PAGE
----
America's Greenest Colleges: Did Your School Make the Grade?

09/20/2009 05:12 am ET | Updated May 25, 2011

Today, we at Sierra, the magazine of the Sierra Club, released our third annual list of the greenest U.S. universities. And while the good folks at U.S. News and World Report ascribe certain measurements of prestige to their college rankings, we rated schools based on what matters most to us, and what two-thirds of college applicants say matters to them too: how green a campus is.

The honors go to . . .

1. University of Colorado at Boulder (Boulder, Colorado)
2. University of Washington at Seattle (Seattle, Washington)
3. Middlebury College (Middlebury, Vermont)
4. University of Vermont (Burlington, Vermont)
5. College of the Atlantic (Bar Harbor, Maine)
6. Evergreen State College (Olympia, Washington)
7. University of California at Santa Cruz (Santa Cruz, California)
8. University of California at Berkeley (Berkeley, California)
9. University of California at Los Angeles (Los Angeles, California)
10. Oberlin College (Oberlin, Ohio)

For the rest of the list (we ranked 135), click here.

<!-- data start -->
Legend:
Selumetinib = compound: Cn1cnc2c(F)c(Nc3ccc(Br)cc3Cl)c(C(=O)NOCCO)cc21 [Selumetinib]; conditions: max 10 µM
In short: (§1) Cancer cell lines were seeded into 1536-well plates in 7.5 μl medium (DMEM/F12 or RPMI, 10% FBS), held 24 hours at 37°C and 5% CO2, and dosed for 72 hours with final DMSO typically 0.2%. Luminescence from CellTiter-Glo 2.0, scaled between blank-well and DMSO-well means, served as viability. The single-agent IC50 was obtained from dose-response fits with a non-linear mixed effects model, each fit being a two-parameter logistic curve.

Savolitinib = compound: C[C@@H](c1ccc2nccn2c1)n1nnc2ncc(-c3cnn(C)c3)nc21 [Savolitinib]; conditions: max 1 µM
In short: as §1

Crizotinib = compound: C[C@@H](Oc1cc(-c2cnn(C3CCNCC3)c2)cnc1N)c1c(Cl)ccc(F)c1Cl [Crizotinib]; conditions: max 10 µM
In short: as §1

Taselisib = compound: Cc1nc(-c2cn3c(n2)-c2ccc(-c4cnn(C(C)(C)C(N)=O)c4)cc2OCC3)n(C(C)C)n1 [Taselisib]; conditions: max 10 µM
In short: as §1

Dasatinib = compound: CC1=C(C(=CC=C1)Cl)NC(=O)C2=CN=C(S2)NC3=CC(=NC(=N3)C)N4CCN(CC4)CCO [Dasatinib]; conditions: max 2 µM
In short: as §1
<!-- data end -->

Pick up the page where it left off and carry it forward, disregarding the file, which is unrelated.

To determine the nation's most planet-preserving colleges and universities, we e-mailed a 10-page questionnaire to sustainability experts at hundreds of schools and combed through their responses. The survey covered eight categories: efficiency, energy, food, academics, purchasing, transportation, waste management, and administration. Schools could earn up to 10 points in each category, and up to 5 bonus points if they had additional or unique green initiatives. Then we normalized the scores to create an out-of-100 rating system.

After we selected the winning schools, we asked student journalists to write about what their campuses are doing right; click here to read those accounts. We also called out three that fail, highlighted those that got extra credit, discussed what athletics departments are (or aren't) doing to be responsible on game day, noted green efforts at community colleges, addressed the green-jobs situation for recent grads, and examined the suspension of coal on campus.

Eager to learn more? I explain things further during this interview on Sierra Club Radio.